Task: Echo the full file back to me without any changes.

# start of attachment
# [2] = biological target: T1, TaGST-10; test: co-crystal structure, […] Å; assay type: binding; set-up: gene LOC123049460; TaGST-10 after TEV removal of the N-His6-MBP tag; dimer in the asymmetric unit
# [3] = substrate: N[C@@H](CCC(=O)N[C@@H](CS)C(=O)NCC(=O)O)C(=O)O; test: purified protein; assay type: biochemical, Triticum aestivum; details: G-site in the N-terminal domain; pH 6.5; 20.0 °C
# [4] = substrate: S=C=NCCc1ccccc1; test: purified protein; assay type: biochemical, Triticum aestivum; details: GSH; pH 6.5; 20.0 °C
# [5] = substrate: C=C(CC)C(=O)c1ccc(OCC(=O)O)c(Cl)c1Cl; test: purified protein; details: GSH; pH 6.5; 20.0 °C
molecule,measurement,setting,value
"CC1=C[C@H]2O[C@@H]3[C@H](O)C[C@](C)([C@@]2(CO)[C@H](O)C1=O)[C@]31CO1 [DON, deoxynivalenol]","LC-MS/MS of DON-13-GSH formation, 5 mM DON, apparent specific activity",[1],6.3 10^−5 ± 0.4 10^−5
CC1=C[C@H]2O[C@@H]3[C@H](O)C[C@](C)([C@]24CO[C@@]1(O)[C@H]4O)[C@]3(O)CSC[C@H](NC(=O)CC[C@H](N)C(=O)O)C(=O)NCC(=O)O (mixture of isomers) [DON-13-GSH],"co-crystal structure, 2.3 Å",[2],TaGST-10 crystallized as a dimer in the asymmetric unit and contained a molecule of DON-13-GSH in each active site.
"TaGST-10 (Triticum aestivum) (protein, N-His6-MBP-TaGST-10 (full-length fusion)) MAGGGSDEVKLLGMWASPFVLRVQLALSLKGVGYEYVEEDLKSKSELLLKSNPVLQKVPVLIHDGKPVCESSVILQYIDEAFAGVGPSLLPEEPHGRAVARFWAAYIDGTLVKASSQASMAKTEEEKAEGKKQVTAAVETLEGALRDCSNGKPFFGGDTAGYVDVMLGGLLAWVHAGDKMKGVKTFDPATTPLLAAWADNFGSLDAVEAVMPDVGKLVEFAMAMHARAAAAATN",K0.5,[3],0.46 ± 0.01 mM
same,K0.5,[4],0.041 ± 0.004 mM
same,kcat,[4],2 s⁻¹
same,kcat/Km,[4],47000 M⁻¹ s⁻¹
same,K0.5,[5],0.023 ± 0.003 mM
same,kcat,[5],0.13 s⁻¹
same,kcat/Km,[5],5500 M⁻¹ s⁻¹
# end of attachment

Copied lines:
# [2] = biological target: T1, TaGST-10; test: co-crystal structure, […] Å; assay type: binding; set-up: gene LOC123049460; TaGST-10 after TEV removal of the N-His6-MBP tag; dimer in the asymmetric unit
# [3] = substrate: N[C@@H](CCC(=O)N[C@@H](CS)C(=O)NCC(=O)O)C(=O)O; test: purified protein; assay type: biochemical, Triticum aestivum; details: G-site in the N-terminal domain; pH 6.5; 20.0 °C
# [4] = substrate: S=C=NCCc1ccccc1; test: purified protein; assay type: biochemical, Triticum aestivum; details: GSH; pH 6.5; 20.0 °C
# [5] = substrate: C=C(CC)C(=O)c1ccc(OCC(=O)O)c(Cl)c1Cl; test: purified protein; details: GSH; pH 6.5; 20.0 °C
molecule,measurement,setting,value
"CC1=C[C@H]2O[C@@H]3[C@H](O)C[C@](C)([C@@]2(CO)[C@H](O)C1=O)[C@]31CO1 [DON, deoxynivalenol]","LC-MS/MS of DON-13-GSH formation, 5 mM DON, apparent specific activity",[1],6.3 10^−5 ± 0.4 10^−5
CC1=C[C@H]2O[C@@H]3[C@H](O)C[C@](C)([C@]24CO[C@@]1(O)[C@H]4O)[C@]3(O)CSC[C@H](NC(=O)CC[C@H](N)C(=O)O)C(=O)NCC(=O)O (mixture of isomers) [DON-13-GSH],"co-crystal structure, 2.3 Å",[2],TaGST-10 crystallized as a dimer in the asymmetric unit and contained a molecule of DON-13-GSH in each active site.
"TaGST-10 (Triticum aestivum) (protein, N-His6-MBP-TaGST-10 (full-length fusion)) MAGGGSDEVKLLGMWASPFVLRVQLALSLKGVGYEYVEEDLKSKSELLLKSNPVLQKVPVLIHDGKPVCESSVILQYIDEAFAGVGPSLLPEEPHGRAVARFWAAYIDGTLVKASSQASMAKTEEEKAEGKKQVTAAVETLEGALRDCSNGKPFFGGDTAGYVDVMLGGLLAWVHAGDKMKGVKTFDPATTPLLAAWADNFGSLDAVEAVMPDVGKLVEFAMAMHARAAAAATN",K0.5,[3],0.46 ± 0.01 mM
same,K0.5,[4],0.041 ± 0.004 mM
same,kcat,[4],2 s⁻¹
same,kcat/Km,[4],47000 M⁻¹ s⁻¹
same,K0.5,[5],0.023 ± 0.003 mM
same,kcat,[5],0.13 s⁻¹
same,kcat/Km,[5],5500 M⁻¹ s⁻¹